A federal prosecutor's questionable remarks during closing argument in a drug trafficking conspiracy case in Washington are not enough to reverse the conviction of a man who is now serving a life sentence, a federal appeals court ruled today.
A three-judge panel of the U.S. Court of Appeals for the D.C. Circuit said that, while the prosecutor’s remarks may have been improper, the evidence against the defendant, Troy Hopkins, was overwhelming. The appeals court ruled unanimously for the Justice Department in a two-page judgment. Get a copy here (.pdf).
During the trial’s closing arguments in November 2007 at the U.S. District Court for the District of Columbia, the prosecutor, Assistant U.S. Attorney Emory Cole, spoke about the “death and destruction” caused by PCP.
“We know P.C.P. is a horrible drug and it does destroy lives, but there is no evidence in the record that that is, in fact, the case,” Judge Reggie Walton responded in court, according to a transcript. Walton called Cole’s statement potentially inflammatory. “That’s a problem,” the judge said.
Cole also said during his closing that, “as a part of the conspiracy, [Hopkins] had to enforce discipline. Hopkins had to enforce it by any means.” He noted Hopkins' threat to put a gun in a person's mouth.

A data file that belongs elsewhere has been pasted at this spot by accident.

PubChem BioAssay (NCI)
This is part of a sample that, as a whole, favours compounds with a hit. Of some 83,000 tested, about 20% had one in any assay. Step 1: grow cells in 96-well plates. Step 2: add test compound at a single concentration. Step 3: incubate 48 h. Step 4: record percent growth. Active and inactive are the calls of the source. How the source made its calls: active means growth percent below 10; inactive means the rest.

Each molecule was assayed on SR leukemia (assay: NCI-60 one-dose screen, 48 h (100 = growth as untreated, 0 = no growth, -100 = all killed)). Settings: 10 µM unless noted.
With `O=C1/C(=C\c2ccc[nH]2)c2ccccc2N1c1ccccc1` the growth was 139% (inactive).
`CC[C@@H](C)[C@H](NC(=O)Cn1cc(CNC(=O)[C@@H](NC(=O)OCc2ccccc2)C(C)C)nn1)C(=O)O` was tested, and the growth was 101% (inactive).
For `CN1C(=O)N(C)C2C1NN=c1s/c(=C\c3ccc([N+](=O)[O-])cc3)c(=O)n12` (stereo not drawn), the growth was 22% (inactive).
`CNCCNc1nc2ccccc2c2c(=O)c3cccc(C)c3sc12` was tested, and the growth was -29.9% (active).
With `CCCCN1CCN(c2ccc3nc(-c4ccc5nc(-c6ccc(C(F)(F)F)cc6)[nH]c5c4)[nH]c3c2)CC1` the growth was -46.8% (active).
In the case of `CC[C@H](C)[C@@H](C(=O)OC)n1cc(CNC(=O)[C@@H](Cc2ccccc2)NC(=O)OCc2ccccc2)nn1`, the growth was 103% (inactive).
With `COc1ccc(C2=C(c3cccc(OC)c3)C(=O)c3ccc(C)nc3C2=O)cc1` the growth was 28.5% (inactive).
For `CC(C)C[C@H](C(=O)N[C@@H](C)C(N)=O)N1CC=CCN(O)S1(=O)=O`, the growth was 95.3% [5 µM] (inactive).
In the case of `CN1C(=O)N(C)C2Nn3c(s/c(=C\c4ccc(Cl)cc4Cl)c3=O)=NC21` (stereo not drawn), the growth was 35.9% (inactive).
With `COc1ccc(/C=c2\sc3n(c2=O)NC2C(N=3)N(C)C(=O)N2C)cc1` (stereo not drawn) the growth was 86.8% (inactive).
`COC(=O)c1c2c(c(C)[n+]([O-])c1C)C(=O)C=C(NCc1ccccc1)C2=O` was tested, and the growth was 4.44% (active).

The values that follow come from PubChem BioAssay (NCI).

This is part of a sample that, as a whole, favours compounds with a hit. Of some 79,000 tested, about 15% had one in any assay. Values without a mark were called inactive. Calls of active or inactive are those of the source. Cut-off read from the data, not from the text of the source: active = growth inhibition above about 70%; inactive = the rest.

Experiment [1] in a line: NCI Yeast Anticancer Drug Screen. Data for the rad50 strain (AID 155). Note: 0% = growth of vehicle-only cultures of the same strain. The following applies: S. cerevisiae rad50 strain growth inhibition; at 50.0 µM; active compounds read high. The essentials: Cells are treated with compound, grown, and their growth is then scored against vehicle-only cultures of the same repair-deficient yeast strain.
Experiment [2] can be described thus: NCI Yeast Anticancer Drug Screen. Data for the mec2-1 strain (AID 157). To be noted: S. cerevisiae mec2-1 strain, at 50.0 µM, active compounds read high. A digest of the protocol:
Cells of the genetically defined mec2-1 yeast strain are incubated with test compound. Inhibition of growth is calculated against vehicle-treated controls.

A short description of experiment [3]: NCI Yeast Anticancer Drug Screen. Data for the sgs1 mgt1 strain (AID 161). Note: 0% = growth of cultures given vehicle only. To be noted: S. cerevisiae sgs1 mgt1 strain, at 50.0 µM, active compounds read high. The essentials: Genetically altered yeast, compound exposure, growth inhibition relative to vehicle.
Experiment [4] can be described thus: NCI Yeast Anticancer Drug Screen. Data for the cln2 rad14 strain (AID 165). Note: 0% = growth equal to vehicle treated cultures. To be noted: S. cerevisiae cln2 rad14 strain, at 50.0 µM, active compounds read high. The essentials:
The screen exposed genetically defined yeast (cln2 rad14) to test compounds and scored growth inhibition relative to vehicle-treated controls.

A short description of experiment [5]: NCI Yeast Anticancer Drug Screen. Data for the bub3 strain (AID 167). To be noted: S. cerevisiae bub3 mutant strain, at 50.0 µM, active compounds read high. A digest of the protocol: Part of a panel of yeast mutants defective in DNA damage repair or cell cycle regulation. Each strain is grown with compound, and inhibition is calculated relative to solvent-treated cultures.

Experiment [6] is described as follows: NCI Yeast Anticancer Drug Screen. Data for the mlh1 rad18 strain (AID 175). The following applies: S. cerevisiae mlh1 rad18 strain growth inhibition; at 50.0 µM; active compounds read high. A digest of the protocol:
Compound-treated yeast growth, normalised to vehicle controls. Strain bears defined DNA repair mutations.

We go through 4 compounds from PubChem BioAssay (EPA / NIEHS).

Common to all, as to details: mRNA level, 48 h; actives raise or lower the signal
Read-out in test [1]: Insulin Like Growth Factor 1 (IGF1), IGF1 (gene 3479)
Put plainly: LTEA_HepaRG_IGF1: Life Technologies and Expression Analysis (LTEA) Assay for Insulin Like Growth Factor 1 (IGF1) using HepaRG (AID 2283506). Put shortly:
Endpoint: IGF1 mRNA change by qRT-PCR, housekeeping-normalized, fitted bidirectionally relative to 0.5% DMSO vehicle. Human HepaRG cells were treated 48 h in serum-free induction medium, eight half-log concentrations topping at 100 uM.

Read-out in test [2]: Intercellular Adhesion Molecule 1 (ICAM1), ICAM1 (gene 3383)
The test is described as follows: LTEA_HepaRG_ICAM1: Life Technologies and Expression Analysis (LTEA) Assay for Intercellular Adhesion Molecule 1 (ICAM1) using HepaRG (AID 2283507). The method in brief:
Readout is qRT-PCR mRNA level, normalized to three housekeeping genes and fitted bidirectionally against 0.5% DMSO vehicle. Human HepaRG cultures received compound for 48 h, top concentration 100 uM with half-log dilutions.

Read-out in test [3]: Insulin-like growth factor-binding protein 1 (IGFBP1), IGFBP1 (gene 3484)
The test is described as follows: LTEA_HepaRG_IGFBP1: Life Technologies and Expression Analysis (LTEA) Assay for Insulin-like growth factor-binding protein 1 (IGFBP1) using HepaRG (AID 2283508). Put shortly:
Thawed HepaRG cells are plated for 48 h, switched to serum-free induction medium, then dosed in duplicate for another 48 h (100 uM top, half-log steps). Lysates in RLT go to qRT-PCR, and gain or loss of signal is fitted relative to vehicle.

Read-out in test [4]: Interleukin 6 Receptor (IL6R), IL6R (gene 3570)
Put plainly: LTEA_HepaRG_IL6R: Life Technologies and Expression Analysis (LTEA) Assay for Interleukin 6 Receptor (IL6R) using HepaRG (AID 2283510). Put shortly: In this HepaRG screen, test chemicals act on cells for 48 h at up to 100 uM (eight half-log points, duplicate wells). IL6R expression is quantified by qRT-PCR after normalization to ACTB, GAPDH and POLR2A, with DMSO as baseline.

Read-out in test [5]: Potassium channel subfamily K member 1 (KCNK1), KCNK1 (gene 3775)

Walton took exception. “Well, ultimately, the ultimate thing that you do to enforce discipline, I assume, is death. And there is no evidence that he, in fact, intended that,” the judge said.
Later, Walton directed Cole to clarify the remarks. Cole told jurors that they should “not accept” certain remarks about the “destruction” of PCP. “Therefore, when I mentioned death and destruction, disregard that overall,” Cole said. Walton said in court he was “satisfied” with Cole’s “cleaning up” of his closing remarks.
Hopkins, the alleged leader of a drug ring, was sentenced in 2008 to life in prison. "You have worn out your welcome," Walton said in court at sentencing, according to a write-up in The Washington Post. "You have earned the sentence." The FBI's statement on sentencing is here.
In its March 9 decision, the appellate court—Chief Judge David Sentelle and Judges Douglas Ginsburg and Brett Kavanaugh—said “the remarks complained of were minor in light of the prosecutor’s lengthy closing argument and none were central to the conspiracy case against Hopkins. Furthermore, the case was not close as the evidence against Hopkins was substantial.”
The appeals court also affirmed the denial of a continuance for trial, which Hopkins had sought on the ground that he wanted to replace his court-appointed lawyer with retained counsel. Walton found that Hopkins had competent trial counsel.
Daniel Dorsey, court-appointed appellate lawyer for Hopkins, was not immediately reached for comment today.